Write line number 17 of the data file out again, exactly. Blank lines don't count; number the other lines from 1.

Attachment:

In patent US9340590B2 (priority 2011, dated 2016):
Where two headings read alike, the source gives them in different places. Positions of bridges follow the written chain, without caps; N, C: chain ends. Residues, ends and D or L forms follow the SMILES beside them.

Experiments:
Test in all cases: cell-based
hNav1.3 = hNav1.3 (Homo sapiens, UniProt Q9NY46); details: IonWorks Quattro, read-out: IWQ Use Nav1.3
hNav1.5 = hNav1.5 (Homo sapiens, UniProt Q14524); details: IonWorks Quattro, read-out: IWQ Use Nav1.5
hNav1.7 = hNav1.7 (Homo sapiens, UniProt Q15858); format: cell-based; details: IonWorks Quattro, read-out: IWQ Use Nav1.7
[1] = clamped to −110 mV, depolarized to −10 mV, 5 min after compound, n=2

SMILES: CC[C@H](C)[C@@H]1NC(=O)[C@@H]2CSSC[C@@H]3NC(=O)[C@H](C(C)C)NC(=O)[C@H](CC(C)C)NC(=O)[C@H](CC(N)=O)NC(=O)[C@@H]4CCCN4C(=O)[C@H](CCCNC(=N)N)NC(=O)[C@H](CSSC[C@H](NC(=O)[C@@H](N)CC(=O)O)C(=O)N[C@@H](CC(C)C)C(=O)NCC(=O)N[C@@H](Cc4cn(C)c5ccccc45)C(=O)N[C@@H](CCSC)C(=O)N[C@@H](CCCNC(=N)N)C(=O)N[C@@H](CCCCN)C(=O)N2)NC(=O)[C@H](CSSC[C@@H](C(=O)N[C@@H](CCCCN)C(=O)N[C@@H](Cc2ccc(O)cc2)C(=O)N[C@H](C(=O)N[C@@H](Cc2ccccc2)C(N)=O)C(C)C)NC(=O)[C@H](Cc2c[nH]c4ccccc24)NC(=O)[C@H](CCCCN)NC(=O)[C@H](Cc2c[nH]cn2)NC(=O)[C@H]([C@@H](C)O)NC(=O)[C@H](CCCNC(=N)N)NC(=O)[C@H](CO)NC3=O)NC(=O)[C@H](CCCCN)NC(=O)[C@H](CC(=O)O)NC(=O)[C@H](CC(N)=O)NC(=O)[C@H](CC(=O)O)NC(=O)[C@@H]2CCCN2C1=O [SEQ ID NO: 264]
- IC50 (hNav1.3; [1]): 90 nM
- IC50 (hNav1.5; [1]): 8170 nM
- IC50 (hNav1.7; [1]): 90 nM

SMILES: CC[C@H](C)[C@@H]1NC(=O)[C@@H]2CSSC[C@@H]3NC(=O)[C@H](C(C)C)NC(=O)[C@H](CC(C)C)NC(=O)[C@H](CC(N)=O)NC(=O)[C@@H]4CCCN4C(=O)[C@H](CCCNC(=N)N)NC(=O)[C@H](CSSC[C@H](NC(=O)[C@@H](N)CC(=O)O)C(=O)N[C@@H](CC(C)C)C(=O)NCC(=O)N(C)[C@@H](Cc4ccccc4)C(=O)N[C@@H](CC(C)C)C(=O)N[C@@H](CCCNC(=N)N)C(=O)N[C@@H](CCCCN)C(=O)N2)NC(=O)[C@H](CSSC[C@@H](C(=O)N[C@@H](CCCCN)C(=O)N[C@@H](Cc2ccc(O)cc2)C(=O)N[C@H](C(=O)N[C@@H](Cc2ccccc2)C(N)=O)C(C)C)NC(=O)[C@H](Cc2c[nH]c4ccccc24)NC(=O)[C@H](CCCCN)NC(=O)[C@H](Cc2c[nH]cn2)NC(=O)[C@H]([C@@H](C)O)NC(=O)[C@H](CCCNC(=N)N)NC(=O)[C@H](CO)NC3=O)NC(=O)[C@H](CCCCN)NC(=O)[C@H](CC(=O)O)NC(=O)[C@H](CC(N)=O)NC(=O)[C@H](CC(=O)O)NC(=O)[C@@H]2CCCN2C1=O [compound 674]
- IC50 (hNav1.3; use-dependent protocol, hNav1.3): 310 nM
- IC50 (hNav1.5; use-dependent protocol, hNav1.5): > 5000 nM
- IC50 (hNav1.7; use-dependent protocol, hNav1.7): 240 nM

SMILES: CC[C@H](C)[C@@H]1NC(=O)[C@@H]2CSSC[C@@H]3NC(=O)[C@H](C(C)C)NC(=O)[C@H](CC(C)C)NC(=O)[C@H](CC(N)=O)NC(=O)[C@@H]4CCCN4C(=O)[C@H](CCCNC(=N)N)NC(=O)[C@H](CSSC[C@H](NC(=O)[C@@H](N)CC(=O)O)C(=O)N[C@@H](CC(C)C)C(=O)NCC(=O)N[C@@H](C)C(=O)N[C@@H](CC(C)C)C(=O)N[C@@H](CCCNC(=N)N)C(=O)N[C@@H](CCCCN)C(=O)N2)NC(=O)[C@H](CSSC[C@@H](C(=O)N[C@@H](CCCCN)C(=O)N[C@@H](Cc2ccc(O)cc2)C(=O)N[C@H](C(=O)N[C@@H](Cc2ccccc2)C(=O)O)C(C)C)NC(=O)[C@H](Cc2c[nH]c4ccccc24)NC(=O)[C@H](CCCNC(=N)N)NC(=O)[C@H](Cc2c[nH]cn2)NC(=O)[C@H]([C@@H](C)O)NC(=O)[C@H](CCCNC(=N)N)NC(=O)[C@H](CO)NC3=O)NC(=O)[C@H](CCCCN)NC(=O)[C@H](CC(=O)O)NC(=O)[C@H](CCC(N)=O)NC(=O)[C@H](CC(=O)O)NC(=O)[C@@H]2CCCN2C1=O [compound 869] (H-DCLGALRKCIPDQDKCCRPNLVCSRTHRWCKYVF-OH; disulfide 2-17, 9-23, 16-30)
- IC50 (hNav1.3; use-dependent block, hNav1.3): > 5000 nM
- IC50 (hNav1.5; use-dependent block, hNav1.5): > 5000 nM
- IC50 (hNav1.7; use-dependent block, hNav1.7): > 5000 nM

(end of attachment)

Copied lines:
SMILES: CC[C@H](C)[C@@H]1NC(=O)[C@@H]2CSSC[C@@H]3NC(=O)[C@H](C(C)C)NC(=O)[C@H](CC(C)C)NC(=O)[C@H](CC(N)=O)NC(=O)[C@@H]4CCCN4C(=O)[C@H](CCCNC(=N)N)NC(=O)[C@H](CSSC[C@H](NC(=O)[C@@H](N)CC(=O)O)C(=O)N[C@@H](CC(C)C)C(=O)NCC(=O)N[C@@H](C)C(=O)N[C@@H](CC(C)C)C(=O)N[C@@H](CCCNC(=N)N)C(=O)N[C@@H](CCCCN)C(=O)N2)NC(=O)[C@H](CSSC[C@@H](C(=O)N[C@@H](CCCCN)C(=O)N[C@@H](Cc2ccc(O)cc2)C(=O)N[C@H](C(=O)N[C@@H](Cc2ccccc2)C(=O)O)C(C)C)NC(=O)[C@H](Cc2c[nH]c4ccccc24)NC(=O)[C@H](CCCNC(=N)N)NC(=O)[C@H](Cc2c[nH]cn2)NC(=O)[C@H]([C@@H](C)O)NC(=O)[C@H](CCCNC(=N)N)NC(=O)[C@H](CO)NC3=O)NC(=O)[C@H](CCCCN)NC(=O)[C@H](CC(=O)O)NC(=O)[C@H](CCC(N)=O)NC(=O)[C@H](CC(=O)O)NC(=O)[C@@H]2CCCN2C1=O [compound 869] (H-DCLGALRKCIPDQDKCCRPNLVCSRTHRWCKYVF-OH; disulfide 2-17, 9-23, 16-30)